I'm running the New York Marathon next weekend. This is my first marathon, so I'm a bit apprehensive.
What should I do during this week to prepare? And what advice do you have to give me for the morning of the race?
- Ibra Morales
At this point, you've done all of the training that you can and you should be concentrating on healing and resting your body and preparing it for the run.
As for running, run no more than 3-5 miles per day this week and consider not running at all on the day or two before the race itself. This will allow your body to recover so that it is healed and rested for the race.
Try to run all of your mileage at the actual pace that you plan to run the marathon. This will get your body used to running the correct pace and will help you to avoid starting the marathon too quickly (a typical and dangerous novice marathoning mistake). Some runners like to break their pre-marathon-week running up into timed quarter-mile segments - but again, these should be as close to race pace as you can manage.
As for food: carbo-loading is helpful in providing your body with the fuel to make it through the whole 26 miles. Eat full and healthy meals the two days before the marathon, and especially the night before. Concentrate on eating complex-carbohydrates, but this is not the time to try anything that you're not used to eating.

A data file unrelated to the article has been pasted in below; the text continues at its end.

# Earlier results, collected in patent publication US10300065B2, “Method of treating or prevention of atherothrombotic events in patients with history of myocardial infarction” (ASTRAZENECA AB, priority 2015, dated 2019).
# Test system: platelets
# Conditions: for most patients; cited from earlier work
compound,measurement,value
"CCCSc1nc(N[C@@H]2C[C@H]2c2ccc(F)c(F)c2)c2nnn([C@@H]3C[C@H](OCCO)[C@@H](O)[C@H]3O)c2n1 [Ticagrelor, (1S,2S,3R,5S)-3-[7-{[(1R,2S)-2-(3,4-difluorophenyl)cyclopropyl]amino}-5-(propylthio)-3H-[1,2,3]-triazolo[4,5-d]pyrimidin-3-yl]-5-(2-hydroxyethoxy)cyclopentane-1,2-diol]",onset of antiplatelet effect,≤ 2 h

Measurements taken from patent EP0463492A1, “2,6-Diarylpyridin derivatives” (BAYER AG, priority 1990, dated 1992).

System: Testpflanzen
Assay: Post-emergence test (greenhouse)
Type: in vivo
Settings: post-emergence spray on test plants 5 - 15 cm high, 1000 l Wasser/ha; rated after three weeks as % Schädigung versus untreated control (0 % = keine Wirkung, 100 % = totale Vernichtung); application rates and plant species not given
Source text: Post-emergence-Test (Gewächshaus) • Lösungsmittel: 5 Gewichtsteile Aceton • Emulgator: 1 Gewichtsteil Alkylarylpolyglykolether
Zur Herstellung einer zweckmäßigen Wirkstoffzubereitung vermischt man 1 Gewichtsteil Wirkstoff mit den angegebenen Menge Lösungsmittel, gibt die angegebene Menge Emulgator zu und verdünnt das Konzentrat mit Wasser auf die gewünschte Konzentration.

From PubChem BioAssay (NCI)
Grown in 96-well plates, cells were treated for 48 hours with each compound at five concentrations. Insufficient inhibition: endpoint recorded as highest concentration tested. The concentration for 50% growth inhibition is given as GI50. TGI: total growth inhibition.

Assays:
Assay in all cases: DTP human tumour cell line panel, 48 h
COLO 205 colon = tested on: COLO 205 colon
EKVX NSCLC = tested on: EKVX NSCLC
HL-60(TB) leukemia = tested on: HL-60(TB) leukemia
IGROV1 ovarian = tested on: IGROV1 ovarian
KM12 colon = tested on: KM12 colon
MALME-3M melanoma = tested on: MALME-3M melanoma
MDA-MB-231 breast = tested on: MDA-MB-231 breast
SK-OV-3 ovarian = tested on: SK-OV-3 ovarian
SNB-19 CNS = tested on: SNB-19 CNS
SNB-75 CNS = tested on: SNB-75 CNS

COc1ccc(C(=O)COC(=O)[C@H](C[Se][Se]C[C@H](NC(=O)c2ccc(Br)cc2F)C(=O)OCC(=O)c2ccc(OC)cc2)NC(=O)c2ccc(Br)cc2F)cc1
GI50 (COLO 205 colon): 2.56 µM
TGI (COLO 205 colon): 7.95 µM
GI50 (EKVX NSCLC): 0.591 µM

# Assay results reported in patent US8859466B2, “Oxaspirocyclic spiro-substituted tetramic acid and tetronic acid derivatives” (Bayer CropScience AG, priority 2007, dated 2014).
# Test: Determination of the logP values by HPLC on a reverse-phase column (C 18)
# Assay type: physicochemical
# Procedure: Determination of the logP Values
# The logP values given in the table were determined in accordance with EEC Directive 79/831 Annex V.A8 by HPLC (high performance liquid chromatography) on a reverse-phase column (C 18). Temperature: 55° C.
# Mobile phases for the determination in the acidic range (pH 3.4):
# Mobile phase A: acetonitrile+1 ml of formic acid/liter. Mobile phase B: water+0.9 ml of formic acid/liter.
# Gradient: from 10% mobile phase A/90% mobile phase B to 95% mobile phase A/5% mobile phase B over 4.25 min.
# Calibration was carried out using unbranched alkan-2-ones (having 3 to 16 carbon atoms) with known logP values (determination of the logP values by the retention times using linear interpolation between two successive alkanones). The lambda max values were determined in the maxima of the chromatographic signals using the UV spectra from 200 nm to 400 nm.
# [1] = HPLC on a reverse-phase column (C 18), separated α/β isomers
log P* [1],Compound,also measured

Different people have different pre-race breakfasts depending on their constitution and how well they keep their food in during a long run. But consider this - most people rise very early on the day of the marathon, spend a long time getting to the race and waiting for the start. Add that to the hours of the run - and you'll see there's a long time between rising and a real meal. Consider how hungry you might feel at lunch time on a work day if you've gone without breakfast and take this into account when deciding what to eat in the morning.
Most importantly - have fun and relax. You'll have 29,000 companions in the New York marathon, many of whom will not have trained as well as you have. Yet somehow, the vast majority of these runners will cross the finish line with with no problem and with an experience to remember. If you've done your work - and are well rested and fueled - you should have no problem.
- John Elliott
The founder of MarathonGuide.com,
John has run 4 New York marathons and survived every one of them.